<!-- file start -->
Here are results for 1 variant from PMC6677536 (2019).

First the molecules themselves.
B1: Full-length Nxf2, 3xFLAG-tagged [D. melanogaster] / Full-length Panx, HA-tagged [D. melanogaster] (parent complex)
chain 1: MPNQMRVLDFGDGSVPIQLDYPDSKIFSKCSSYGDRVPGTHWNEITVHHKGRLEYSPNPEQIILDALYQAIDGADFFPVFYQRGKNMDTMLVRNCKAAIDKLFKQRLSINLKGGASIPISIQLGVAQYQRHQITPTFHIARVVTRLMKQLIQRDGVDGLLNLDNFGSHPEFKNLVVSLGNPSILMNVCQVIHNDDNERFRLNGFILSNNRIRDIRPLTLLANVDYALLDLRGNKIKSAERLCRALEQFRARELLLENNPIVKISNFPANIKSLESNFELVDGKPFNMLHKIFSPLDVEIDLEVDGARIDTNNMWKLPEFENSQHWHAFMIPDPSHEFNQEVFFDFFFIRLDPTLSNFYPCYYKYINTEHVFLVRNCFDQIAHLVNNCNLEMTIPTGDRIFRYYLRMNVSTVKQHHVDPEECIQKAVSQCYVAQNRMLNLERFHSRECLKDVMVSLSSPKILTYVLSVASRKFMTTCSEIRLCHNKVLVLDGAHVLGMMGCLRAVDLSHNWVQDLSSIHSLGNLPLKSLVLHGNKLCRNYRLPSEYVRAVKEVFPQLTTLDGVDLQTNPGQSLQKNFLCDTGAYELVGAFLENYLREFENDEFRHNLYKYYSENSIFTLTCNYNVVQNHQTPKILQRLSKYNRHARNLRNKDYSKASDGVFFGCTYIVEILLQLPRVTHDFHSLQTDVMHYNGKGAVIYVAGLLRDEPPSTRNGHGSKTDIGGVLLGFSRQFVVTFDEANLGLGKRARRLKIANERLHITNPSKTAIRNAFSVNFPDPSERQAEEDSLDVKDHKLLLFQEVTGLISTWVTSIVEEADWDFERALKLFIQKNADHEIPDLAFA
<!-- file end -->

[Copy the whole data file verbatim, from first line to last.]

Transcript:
Here are results for 1 variant from PMC6677536 (2019).

First the molecules themselves.
B1: Full-length Nxf2, 3xFLAG-tagged [D. melanogaster] / Full-length Panx, HA-tagged [D. melanogaster] (parent complex)
chain 1: MPNQMRVLDFGDGSVPIQLDYPDSKIFSKCSSYGDRVPGTHWNEITVHHKGRLEYSPNPEQIILDALYQAIDGADFFPVFYQRGKNMDTMLVRNCKAAIDKLFKQRLSINLKGGASIPISIQLGVAQYQRHQITPTFHIARVVTRLMKQLIQRDGVDGLLNLDNFGSHPEFKNLVVSLGNPSILMNVCQVIHNDDNERFRLNGFILSNNRIRDIRPLTLLANVDYALLDLRGNKIKSAERLCRALEQFRARELLLENNPIVKISNFPANIKSLESNFELVDGKPFNMLHKIFSPLDVEIDLEVDGARIDTNNMWKLPEFENSQHWHAFMIPDPSHEFNQEVFFDFFFIRLDPTLSNFYPCYYKYINTEHVFLVRNCFDQIAHLVNNCNLEMTIPTGDRIFRYYLRMNVSTVKQHHVDPEECIQKAVSQCYVAQNRMLNLERFHSRECLKDVMVSLSSPKILTYVLSVASRKFMTTCSEIRLCHNKVLVLDGAHVLGMMGCLRAVDLSHNWVQDLSSIHSLGNLPLKSLVLHGNKLCRNYRLPSEYVRAVKEVFPQLTTLDGVDLQTNPGQSLQKNFLCDTGAYELVGAFLENYLREFENDEFRHNLYKYYSENSIFTLTCNYNVVQNHQTPKILQRLSKYNRHARNLRNKDYSKASDGVFFGCTYIVEILLQLPRVTHDFHSLQTDVMHYNGKGAVIYVAGLLRDEPPSTRNGHGSKTDIGGVLLGFSRQFVVTFDEANLGLGKRARRLKIANERLHITNPSKTAIRNAFSVNFPDPSERQAEEDSLDVKDHKLLLFQEVTGLISTWVTSIVEEADWDFERALKLFIQKNADHEIPDLAFA